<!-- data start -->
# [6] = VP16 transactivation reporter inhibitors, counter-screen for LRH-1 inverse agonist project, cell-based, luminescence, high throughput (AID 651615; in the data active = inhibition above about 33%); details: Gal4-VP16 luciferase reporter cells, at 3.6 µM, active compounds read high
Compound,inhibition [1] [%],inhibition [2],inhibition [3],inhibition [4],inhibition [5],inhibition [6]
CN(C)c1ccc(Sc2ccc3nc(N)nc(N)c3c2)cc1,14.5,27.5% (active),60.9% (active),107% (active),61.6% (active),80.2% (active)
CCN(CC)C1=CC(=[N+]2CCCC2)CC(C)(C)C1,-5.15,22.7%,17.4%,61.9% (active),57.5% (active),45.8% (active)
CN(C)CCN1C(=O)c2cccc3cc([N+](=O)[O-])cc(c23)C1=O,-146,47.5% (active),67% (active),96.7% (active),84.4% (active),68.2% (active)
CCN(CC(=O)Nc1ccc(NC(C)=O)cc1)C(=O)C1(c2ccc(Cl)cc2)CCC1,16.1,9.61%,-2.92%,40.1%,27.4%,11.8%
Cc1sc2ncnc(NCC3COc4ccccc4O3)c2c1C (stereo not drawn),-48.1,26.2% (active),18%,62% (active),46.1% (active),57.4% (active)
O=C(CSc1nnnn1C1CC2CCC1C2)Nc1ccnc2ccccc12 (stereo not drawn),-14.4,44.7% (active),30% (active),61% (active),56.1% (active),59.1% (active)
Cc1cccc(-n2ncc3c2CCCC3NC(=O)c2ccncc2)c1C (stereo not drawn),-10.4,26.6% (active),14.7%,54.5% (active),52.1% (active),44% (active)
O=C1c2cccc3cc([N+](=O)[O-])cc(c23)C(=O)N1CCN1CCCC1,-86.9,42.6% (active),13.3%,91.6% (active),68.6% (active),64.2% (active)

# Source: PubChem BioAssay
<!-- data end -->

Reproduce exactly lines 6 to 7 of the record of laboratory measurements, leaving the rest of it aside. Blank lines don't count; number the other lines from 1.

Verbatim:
CCN(CC(=O)Nc1ccc(NC(C)=O)cc1)C(=O)C1(c2ccc(Cl)cc2)CCC1,16.1,9.61%,-2.92%,40.1%,27.4%,11.8%
Cc1sc2ncnc(NCC3COc4ccccc4O3)c2c1C (stereo not drawn),-48.1,26.2% (active),18%,62% (active),46.1% (active),57.4% (active)